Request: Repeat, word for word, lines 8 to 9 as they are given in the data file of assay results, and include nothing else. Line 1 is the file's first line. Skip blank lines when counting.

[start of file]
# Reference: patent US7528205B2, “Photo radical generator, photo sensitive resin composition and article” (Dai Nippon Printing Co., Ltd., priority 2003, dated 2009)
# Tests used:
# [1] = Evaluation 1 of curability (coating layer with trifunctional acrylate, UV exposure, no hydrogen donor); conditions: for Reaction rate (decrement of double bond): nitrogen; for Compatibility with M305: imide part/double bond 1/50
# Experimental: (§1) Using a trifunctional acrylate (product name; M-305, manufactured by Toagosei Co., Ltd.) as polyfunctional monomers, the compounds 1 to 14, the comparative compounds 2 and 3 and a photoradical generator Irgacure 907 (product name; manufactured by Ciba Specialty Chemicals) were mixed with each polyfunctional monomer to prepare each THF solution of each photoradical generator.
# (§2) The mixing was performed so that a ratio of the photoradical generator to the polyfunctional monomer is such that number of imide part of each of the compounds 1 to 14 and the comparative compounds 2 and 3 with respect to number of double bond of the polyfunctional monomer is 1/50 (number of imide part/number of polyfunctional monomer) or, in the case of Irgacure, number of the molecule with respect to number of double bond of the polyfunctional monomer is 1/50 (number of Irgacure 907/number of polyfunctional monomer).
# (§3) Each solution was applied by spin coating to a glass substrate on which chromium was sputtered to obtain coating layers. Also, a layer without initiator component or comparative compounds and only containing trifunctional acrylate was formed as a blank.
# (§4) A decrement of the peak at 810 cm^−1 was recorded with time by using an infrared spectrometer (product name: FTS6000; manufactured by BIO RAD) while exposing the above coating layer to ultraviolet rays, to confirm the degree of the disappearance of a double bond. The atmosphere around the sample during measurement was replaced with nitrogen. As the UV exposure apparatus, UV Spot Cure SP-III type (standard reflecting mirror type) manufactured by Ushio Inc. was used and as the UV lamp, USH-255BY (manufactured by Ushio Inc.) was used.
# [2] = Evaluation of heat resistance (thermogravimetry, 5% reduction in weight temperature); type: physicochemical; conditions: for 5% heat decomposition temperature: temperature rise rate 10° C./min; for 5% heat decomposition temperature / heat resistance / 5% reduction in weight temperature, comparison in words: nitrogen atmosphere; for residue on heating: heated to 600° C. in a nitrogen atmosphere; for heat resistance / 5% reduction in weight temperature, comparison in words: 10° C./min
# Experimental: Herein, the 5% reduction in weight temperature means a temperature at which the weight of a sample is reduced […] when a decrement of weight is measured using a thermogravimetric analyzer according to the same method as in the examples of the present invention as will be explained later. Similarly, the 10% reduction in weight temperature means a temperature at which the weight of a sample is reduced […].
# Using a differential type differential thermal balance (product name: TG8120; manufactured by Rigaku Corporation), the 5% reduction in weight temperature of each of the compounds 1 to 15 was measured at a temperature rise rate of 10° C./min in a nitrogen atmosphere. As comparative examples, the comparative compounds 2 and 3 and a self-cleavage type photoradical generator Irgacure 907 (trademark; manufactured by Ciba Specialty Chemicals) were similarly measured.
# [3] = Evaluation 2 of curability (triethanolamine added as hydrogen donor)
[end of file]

# [2] = Evaluation of heat resistance (thermogravimetry, 5% reduction in weight temperature); type: physicochemical; conditions: for 5% heat decomposition temperature: temperature rise rate 10° C./min; for 5% heat decomposition temperature / heat resistance / 5% reduction in weight temperature, comparison in words: nitrogen atmosphere; for residue on heating: heated to 600° C. in a nitrogen atmosphere; for heat resistance / 5% reduction in weight temperature, comparison in words: 10° C./min
# Experimental: Herein, the 5% reduction in weight temperature means a temperature at which the weight of a sample is reduced […] when a decrement of weight is measured using a thermogravimetric analyzer according to the same method as in the examples of the present invention as will be explained later. Similarly, the 10% reduction in weight temperature means a temperature at which the weight of a sample is reduced […].